Head CT classic cases

39.1 Extradural haemorrhage (EDH): axial CT

A lens-shaped area of high density is seen within the skull on the right (arrowhead). This is the typical appearance of an extradural haemorrhage which usually arises following injury to the middle meningeal artery. There was an underlying fracture of the temporal bone in this patient seen on bone window settings

A crescentic rim of high-density material (acute blood) is seen over the surface of the right cerebral hemisphere (arrowheads). There is evidence of mass effect with effacement of the sulci, Sylvian fissure, and lateral ventricle (compare with left), with shift of midline structures (green to red line)

There is widespread high-density material (acute blood) within the subarachnoid space. The blood is seen in the interhemispheric fissure (1), the suprasellar cistern (2), and is layered over the tentorium cerebelli (3). The underlying cause was an aneurysm found on CT angiography

Areas of high density represent acute intracerebral haemorrhage of the right cerebral hemisphere. The high-density areas (blood) are surrounded by low-density areas (oedema). Mass effect is seen with loss of sulci on this side and slight midline shift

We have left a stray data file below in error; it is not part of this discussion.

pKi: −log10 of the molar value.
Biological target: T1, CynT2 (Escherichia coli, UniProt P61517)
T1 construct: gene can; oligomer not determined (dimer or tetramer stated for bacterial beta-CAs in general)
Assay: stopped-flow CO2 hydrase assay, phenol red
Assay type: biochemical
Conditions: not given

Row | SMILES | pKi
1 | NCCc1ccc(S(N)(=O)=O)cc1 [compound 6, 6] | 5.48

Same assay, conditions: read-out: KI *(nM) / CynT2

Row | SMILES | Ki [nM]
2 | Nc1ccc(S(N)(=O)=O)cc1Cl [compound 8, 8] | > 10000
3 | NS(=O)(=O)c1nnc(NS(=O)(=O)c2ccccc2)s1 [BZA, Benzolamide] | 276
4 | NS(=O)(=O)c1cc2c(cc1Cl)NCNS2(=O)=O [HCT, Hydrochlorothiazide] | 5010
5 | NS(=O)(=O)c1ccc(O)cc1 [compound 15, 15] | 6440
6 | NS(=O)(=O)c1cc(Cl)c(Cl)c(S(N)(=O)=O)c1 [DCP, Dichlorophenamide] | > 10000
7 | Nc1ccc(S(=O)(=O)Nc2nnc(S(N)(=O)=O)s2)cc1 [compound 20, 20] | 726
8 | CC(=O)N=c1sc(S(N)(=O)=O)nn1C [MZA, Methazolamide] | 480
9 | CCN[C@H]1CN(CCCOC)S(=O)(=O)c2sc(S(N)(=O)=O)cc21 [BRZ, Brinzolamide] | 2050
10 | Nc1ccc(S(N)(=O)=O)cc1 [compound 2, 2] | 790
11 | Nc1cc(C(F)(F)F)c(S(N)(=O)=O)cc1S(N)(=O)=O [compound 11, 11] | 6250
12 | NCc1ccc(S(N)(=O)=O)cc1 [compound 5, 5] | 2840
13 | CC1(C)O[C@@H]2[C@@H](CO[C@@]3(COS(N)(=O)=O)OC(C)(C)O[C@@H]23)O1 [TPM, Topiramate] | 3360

On the right there is a large low-density area indicating an acute infarction of the right middle cerebral artery (MCA) territory. This is causing mass effect with loss of sulci, effacement of the right lateral ventricle anterior horn (arrow) and some midline shift. For comparison an old low density infarct is seen on the left

A peripherally enhancing lesion is seen in the right cerebral hemisphere. Note its central low-density area (necrosis) and the surrounding low density (oedema). Mass effect is seen with sulcal effacement on this side and slight deviation of the falx cerebri. Biopsy proved this to be a malignant tumour

Intracranial haemorrhage

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Mar 7, 2016 | Posted by in GENERAL RADIOLOGY | Comments Off on Head CT classic cases

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